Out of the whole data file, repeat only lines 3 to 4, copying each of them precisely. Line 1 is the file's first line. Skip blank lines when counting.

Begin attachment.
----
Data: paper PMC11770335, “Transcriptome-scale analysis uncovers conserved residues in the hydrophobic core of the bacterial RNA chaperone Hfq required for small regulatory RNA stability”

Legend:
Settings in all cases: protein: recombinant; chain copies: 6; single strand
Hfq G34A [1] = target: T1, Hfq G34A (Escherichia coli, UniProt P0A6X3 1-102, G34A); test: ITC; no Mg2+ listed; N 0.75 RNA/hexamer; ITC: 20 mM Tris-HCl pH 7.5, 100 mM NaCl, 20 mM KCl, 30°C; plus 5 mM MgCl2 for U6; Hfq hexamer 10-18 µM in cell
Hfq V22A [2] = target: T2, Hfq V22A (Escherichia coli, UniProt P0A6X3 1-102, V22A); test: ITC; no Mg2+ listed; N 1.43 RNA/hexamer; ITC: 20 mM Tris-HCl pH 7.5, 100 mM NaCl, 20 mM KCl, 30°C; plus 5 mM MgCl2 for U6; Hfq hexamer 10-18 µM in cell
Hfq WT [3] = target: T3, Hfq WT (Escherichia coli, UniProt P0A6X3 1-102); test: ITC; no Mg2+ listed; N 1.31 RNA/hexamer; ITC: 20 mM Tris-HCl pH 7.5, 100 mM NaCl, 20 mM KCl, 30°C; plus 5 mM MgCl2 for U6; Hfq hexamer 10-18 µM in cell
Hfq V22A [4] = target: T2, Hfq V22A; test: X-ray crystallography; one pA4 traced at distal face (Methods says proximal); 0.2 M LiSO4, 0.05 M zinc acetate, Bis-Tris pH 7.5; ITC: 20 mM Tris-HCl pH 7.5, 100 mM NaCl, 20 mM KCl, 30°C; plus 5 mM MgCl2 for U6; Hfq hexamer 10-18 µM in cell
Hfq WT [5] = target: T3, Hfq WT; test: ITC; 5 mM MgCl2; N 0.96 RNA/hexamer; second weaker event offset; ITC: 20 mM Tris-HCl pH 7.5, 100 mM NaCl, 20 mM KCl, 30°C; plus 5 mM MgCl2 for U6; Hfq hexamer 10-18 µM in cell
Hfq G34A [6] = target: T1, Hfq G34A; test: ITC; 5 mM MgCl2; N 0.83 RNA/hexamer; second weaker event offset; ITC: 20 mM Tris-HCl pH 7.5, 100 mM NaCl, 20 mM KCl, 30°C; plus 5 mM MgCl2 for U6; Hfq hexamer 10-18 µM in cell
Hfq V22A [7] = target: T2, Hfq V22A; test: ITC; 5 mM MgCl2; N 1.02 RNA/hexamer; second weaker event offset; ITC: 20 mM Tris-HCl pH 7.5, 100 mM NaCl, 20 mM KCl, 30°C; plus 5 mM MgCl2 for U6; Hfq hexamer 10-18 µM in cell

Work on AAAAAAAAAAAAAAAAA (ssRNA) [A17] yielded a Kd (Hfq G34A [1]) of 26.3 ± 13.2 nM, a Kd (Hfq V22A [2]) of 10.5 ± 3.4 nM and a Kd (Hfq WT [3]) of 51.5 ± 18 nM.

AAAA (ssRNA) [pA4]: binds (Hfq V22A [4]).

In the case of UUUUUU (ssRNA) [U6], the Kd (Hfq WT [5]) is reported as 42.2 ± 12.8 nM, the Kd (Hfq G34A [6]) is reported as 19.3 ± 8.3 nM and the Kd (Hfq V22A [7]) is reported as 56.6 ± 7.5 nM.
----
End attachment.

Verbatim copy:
Settings in all cases: protein: recombinant; chain copies: 6; single strand
Hfq G34A [1] = target: T1, Hfq G34A (Escherichia coli, UniProt P0A6X3 1-102, G34A); test: ITC; no Mg2+ listed; N 0.75 RNA/hexamer; ITC: 20 mM Tris-HCl pH 7.5, 100 mM NaCl, 20 mM KCl, 30°C; plus 5 mM MgCl2 for U6; Hfq hexamer 10-18 µM in cell